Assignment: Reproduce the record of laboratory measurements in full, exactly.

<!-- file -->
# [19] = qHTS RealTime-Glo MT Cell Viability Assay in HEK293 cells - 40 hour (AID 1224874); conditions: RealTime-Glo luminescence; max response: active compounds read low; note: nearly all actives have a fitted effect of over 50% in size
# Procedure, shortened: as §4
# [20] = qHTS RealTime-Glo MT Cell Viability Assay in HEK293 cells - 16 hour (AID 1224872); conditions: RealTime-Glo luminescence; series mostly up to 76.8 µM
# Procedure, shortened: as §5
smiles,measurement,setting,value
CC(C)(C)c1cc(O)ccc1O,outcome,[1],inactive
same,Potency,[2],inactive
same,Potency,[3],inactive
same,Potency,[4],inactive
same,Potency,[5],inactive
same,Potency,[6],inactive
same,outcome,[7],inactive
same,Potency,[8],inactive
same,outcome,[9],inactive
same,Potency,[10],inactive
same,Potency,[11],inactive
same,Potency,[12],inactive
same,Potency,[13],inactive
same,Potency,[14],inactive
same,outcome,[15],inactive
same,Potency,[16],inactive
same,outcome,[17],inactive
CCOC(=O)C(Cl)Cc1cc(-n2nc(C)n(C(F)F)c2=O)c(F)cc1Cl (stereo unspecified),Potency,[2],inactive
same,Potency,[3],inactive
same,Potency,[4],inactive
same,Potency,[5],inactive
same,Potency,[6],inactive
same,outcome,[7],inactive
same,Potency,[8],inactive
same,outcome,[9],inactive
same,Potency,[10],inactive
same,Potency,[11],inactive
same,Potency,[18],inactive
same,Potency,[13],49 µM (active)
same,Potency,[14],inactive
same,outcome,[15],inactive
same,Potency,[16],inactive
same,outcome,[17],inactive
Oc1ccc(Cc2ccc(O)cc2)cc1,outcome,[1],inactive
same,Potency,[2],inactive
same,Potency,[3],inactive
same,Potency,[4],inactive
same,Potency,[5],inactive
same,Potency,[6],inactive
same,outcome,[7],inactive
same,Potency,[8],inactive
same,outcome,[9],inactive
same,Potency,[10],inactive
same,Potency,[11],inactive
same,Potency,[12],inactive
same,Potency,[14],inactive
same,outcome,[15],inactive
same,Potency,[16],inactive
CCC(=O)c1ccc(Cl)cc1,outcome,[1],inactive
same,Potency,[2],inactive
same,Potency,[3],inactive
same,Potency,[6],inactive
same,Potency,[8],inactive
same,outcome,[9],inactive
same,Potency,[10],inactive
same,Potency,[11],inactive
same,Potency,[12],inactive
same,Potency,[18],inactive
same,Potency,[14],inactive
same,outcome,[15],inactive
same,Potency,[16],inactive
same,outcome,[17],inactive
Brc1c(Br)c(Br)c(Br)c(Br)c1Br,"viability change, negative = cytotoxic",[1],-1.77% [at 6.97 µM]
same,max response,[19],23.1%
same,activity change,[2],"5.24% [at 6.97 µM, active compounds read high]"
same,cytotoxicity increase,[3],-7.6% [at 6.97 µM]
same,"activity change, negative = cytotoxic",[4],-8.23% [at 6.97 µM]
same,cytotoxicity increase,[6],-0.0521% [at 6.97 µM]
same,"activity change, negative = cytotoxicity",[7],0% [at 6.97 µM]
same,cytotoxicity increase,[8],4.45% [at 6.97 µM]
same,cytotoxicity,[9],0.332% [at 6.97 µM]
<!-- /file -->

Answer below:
# [19] = qHTS RealTime-Glo MT Cell Viability Assay in HEK293 cells - 40 hour (AID 1224874); conditions: RealTime-Glo luminescence; max response: active compounds read low; note: nearly all actives have a fitted effect of over 50% in size
# Procedure, shortened: as §4
# [20] = qHTS RealTime-Glo MT Cell Viability Assay in HEK293 cells - 16 hour (AID 1224872); conditions: RealTime-Glo luminescence; series mostly up to 76.8 µM
# Procedure, shortened: as §5
smiles,measurement,setting,value
CC(C)(C)c1cc(O)ccc1O,outcome,[1],inactive
same,Potency,[2],inactive
same,Potency,[3],inactive
same,Potency,[4],inactive
same,Potency,[5],inactive
same,Potency,[6],inactive
same,outcome,[7],inactive
same,Potency,[8],inactive
same,outcome,[9],inactive
same,Potency,[10],inactive
same,Potency,[11],inactive
same,Potency,[12],inactive
same,Potency,[13],inactive
same,Potency,[14],inactive
same,outcome,[15],inactive
same,Potency,[16],inactive
same,outcome,[17],inactive
CCOC(=O)C(Cl)Cc1cc(-n2nc(C)n(C(F)F)c2=O)c(F)cc1Cl (stereo unspecified),Potency,[2],inactive
same,Potency,[3],inactive
same,Potency,[4],inactive
same,Potency,[5],inactive
same,Potency,[6],inactive
same,outcome,[7],inactive
same,Potency,[8],inactive
same,outcome,[9],inactive
same,Potency,[10],inactive
same,Potency,[11],inactive
same,Potency,[18],inactive
same,Potency,[13],49 µM (active)
same,Potency,[14],inactive
same,outcome,[15],inactive
same,Potency,[16],inactive
same,outcome,[17],inactive
Oc1ccc(Cc2ccc(O)cc2)cc1,outcome,[1],inactive
same,Potency,[2],inactive
same,Potency,[3],inactive
same,Potency,[4],inactive
same,Potency,[5],inactive
same,Potency,[6],inactive
same,outcome,[7],inactive
same,Potency,[8],inactive
same,outcome,[9],inactive
same,Potency,[10],inactive
same,Potency,[11],inactive
same,Potency,[12],inactive
same,Potency,[14],inactive
same,outcome,[15],inactive
same,Potency,[16],inactive
CCC(=O)c1ccc(Cl)cc1,outcome,[1],inactive
same,Potency,[2],inactive
same,Potency,[3],inactive
same,Potency,[6],inactive
same,Potency,[8],inactive
same,outcome,[9],inactive
same,Potency,[10],inactive
same,Potency,[11],inactive
same,Potency,[12],inactive
same,Potency,[18],inactive
same,Potency,[14],inactive
same,outcome,[15],inactive
same,Potency,[16],inactive
same,outcome,[17],inactive
Brc1c(Br)c(Br)c(Br)c(Br)c1Br,"viability change, negative = cytotoxic",[1],-1.77% [at 6.97 µM]
same,max response,[19],23.1%
same,activity change,[2],"5.24% [at 6.97 µM, active compounds read high]"
same,cytotoxicity increase,[3],-7.6% [at 6.97 µM]
same,"activity change, negative = cytotoxic",[4],-8.23% [at 6.97 µM]
same,cytotoxicity increase,[6],-0.0521% [at 6.97 µM]
same,"activity change, negative = cytotoxicity",[7],0% [at 6.97 µM]
same,cytotoxicity increase,[8],4.45% [at 6.97 µM]
same,cytotoxicity,[9],0.332% [at 6.97 µM]